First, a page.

To CNC or Not To CNC

We’re keen on craft here at Centerbrook. We delight in how materials are shaped, how they come together, and construction methods that emphasize their beauty. We’re fortunate to have a fully equipped shop where we test assemblies and processes, build mockups and scale models, and craft fine millwork and furniture.

Our emerging professionals are facile with the shop’s latest maker technologies– a rapid prototype machine, a trio of 3D printers, a laser cutter, and, the latest addition, a CNC router. With it they can make parts, assemblies, topo models, signs, and prototypes out of wood, foam, aluminum, plastic, and other composite materials. The machine moves a router on three computer-controlled axes, thus creating just about anything that fits in its build area and can be drawn with 3-D modeling software.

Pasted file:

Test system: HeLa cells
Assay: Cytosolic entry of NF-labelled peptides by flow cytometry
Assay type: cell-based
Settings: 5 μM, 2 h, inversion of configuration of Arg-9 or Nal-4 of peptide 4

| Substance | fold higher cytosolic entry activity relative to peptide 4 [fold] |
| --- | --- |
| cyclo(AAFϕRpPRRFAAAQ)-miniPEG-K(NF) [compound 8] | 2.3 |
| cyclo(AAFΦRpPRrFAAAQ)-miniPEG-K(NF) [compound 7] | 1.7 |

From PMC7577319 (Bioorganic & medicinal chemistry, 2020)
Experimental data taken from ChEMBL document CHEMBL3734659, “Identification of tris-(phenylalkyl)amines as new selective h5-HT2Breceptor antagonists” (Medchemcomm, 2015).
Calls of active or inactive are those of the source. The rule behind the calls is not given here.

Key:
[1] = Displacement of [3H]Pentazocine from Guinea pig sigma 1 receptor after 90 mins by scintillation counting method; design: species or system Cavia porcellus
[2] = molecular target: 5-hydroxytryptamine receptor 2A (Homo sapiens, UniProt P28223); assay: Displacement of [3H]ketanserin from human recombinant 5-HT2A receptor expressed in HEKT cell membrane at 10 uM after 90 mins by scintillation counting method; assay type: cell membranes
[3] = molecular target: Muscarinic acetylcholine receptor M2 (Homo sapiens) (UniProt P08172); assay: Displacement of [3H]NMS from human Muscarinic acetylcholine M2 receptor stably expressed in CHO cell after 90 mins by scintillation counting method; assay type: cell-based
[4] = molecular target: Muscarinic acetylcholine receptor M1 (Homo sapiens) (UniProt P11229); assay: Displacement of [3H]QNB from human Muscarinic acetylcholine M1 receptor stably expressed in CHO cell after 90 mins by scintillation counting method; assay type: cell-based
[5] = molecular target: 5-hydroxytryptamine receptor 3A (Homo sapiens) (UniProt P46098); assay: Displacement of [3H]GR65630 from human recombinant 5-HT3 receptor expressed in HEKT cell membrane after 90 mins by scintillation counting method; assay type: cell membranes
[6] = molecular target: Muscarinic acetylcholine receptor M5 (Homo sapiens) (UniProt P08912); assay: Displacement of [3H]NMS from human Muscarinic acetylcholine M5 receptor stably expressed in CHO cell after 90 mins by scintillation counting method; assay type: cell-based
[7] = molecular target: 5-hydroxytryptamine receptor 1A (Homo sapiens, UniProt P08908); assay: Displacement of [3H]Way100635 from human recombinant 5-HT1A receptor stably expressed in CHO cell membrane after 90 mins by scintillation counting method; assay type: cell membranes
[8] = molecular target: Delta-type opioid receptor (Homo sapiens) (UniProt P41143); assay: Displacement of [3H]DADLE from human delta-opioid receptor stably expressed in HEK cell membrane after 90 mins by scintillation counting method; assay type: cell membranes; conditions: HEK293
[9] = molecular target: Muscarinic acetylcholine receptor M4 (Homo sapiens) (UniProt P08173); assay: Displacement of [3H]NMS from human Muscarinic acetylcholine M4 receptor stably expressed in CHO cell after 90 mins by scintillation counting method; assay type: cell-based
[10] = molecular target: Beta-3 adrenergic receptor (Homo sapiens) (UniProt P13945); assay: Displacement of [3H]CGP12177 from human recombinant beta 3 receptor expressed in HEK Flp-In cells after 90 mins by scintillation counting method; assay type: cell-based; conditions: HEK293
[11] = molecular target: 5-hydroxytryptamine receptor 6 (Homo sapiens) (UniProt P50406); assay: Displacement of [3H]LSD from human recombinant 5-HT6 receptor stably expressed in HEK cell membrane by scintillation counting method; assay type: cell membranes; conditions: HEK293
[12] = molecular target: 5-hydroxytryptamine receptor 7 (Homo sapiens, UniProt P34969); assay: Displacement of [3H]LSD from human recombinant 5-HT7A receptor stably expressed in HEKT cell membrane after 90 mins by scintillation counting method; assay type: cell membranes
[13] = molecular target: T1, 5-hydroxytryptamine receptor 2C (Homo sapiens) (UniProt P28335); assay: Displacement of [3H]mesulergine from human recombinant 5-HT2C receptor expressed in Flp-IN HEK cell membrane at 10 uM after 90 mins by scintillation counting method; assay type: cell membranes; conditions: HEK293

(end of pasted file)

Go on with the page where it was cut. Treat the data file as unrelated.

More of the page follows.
With space at a premium, the CNC router is set atop a lathe, a tool for turning material that dates back to Ancient Egypt. Used only occasionally, it’s been mothballed to make way for the young upstart. Is the CNC a permanent replacement? We’ll see.